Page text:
Next steps to teach English during summer camp jobs in France
Now that you have the inside scoop on summer jobs in France for students, it's time to choose who you want to work abroad through! Choosing a work abroad program isn't as hard as it sounds, especially if you follow these steps:
- Decide where to go. Figuring out which summer camp where YOU should work abroad is paramount. Have a short list of locations that sound ideal for your goals. Don't let your experience (or lack thereof!) hold you back—choose a place that's right for you. Need help? Our OnlineAdvisor can match you to programs easy-peesy.
- Choose from the English language camps in France. Pay attention to past counselors’ reviews, their reputation, location, and how the camp’s needs match your skills. Some camps may even share contact info for past staff members if you want the REAL dirt. Here are more considerations to make as you figure out how to choose the right job program for you. Pro tip: You can use MyGoAbroad to compare programs side-by-side.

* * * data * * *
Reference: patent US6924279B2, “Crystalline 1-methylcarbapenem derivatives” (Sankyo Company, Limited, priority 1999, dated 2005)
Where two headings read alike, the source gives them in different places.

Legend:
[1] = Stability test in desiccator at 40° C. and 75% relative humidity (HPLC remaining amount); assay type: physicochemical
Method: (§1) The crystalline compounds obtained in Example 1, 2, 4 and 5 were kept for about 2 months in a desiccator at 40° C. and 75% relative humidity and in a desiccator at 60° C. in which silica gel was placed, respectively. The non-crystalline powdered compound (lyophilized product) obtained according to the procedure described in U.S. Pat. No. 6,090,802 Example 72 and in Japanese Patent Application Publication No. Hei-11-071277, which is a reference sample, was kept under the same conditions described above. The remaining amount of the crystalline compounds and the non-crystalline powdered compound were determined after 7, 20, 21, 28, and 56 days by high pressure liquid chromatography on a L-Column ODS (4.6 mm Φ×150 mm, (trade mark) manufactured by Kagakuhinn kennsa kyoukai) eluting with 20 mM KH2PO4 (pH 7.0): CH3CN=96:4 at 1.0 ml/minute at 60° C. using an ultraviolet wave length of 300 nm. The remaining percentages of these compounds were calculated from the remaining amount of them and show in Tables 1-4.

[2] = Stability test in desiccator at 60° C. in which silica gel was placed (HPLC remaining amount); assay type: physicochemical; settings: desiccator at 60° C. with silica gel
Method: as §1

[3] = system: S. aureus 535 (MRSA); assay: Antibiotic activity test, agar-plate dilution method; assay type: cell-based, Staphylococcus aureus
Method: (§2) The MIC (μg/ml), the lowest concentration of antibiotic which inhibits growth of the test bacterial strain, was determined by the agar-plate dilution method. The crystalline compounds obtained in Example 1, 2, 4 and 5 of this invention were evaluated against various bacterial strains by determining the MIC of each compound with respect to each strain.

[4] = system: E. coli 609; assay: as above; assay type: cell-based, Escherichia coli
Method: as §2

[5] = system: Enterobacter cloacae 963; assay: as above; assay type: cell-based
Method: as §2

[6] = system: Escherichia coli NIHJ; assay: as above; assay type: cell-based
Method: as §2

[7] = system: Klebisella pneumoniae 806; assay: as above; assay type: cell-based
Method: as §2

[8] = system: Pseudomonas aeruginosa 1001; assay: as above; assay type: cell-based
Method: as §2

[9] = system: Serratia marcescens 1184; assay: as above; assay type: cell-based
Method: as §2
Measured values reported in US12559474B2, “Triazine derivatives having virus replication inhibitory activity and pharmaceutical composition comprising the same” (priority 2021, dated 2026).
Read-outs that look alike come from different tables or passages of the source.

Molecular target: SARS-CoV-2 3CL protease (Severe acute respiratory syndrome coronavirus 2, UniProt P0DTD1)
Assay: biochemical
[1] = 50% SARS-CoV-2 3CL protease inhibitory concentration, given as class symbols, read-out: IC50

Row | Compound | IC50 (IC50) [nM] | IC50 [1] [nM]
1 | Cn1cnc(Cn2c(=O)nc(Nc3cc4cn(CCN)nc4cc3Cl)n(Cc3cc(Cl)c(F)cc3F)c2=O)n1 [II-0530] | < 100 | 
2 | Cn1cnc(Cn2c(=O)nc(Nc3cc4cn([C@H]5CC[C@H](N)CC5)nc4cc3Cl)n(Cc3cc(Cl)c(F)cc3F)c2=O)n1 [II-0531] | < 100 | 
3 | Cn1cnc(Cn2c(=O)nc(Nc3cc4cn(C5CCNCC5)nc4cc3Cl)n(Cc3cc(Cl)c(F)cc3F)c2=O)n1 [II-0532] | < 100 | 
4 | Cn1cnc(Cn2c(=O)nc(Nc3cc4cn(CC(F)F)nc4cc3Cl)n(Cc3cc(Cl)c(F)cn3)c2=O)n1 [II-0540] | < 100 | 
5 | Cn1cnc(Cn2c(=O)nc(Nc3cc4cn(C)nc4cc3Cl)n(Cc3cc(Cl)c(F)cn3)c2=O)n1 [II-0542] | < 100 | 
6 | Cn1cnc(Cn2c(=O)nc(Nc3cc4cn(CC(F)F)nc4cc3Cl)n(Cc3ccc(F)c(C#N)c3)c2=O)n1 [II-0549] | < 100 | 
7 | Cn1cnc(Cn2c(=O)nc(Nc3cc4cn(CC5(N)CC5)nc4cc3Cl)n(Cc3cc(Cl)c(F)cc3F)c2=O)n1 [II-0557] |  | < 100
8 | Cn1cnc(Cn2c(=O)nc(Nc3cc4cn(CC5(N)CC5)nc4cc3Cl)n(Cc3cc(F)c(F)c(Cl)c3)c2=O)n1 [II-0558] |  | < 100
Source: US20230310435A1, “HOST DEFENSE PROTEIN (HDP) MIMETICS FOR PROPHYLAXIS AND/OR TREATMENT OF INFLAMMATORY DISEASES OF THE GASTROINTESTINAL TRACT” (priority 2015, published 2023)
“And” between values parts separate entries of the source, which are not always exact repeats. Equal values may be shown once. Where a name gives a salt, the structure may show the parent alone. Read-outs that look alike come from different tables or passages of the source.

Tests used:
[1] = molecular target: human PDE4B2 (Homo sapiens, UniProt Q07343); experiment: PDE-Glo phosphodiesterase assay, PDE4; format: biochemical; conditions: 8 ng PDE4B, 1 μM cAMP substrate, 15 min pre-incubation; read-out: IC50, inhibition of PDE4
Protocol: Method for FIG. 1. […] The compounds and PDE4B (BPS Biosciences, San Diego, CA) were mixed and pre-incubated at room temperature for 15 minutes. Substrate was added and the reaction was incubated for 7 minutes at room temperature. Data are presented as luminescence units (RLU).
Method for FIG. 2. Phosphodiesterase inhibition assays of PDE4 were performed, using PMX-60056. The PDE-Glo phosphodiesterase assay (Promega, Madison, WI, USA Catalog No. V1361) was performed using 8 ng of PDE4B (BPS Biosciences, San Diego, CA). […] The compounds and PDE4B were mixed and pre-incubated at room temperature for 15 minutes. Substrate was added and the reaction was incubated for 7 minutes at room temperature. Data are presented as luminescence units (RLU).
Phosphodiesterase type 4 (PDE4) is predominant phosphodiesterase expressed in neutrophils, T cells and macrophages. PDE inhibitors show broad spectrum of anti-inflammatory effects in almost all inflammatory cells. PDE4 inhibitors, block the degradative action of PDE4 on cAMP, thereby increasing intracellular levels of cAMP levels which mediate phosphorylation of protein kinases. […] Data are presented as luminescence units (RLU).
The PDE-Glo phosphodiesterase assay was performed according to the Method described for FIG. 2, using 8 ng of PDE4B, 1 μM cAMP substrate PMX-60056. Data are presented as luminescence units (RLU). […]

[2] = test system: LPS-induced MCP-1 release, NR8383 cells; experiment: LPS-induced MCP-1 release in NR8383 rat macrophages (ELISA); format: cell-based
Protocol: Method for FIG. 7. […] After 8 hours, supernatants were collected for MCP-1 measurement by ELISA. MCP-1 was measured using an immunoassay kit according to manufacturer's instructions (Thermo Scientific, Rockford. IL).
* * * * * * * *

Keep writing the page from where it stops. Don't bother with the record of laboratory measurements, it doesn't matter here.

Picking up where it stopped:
- Plan your finances. Sort out funding before you go to afford daily essentials, transportation, and the chance to splurge on travel after your contract wraps up. Be sure to raise a little extra money to donate to the organization that you'll be working with. Learning how to save for jobs abroad is essential prior to your travels!
- Get prepared! Preparing to work and move abroad is as fun as it sounds. With the days till departure number dwindling and your excitement boiling, it can be easy to overlook the details. Lean on us to help guide you through your pre-departure process—that's what we're here for.
You’re ready for your best summer yet
So, student summer jobs in France at English language camps are for you if… you like working with kids, you still are kind of a kid at heart and haven’t grown out of making friendship bracelets or playing dodgeball and dress up, you’re energetic, outgoing, and outdoorsy, and you want a chance to experience camembert, croissants, and Bordeaux firsthand. Pack your bags and hop a plane to summer camp jobs in France next season!